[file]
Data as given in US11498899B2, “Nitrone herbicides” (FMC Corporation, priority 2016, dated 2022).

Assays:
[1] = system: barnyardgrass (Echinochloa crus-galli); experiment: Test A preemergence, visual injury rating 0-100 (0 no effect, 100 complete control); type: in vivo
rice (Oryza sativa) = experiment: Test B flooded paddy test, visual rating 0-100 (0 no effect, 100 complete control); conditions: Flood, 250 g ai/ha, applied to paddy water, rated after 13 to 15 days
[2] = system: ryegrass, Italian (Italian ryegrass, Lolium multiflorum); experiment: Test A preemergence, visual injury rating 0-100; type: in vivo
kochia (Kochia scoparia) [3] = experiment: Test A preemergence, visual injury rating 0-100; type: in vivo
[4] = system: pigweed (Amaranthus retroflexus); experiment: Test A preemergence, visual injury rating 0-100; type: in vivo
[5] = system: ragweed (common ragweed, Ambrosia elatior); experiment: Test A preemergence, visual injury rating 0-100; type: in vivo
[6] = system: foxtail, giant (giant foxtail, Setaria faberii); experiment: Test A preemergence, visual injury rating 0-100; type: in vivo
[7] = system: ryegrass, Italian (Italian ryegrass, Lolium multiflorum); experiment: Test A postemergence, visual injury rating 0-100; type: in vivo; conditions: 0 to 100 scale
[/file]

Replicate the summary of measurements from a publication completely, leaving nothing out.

Data as given in US11498899B2, “Nitrone herbicides” (FMC Corporation, priority 2016, dated 2022).

Assays:
[1] = system: barnyardgrass (Echinochloa crus-galli); experiment: Test A preemergence, visual injury rating 0-100 (0 no effect, 100 complete control); type: in vivo
rice (Oryza sativa) = experiment: Test B flooded paddy test, visual rating 0-100 (0 no effect, 100 complete control); conditions: Flood, 250 g ai/ha, applied to paddy water, rated after 13 to 15 days
[2] = system: ryegrass, Italian (Italian ryegrass, Lolium multiflorum); experiment: Test A preemergence, visual injury rating 0-100; type: in vivo
kochia (Kochia scoparia) [3] = experiment: Test A preemergence, visual injury rating 0-100; type: in vivo
[4] = system: pigweed (Amaranthus retroflexus); experiment: Test A preemergence, visual injury rating 0-100; type: in vivo
[5] = system: ragweed (common ragweed, Ambrosia elatior); experiment: Test A preemergence, visual injury rating 0-100; type: in vivo
[6] = system: foxtail, giant (giant foxtail, Setaria faberii); experiment: Test A preemergence, visual injury rating 0-100; type: in vivo
[7] = system: ryegrass, Italian (Italian ryegrass, Lolium multiflorum); experiment: Test A postemergence, visual injury rating 0-100; type: in vivo; conditions: 0 to 100 scale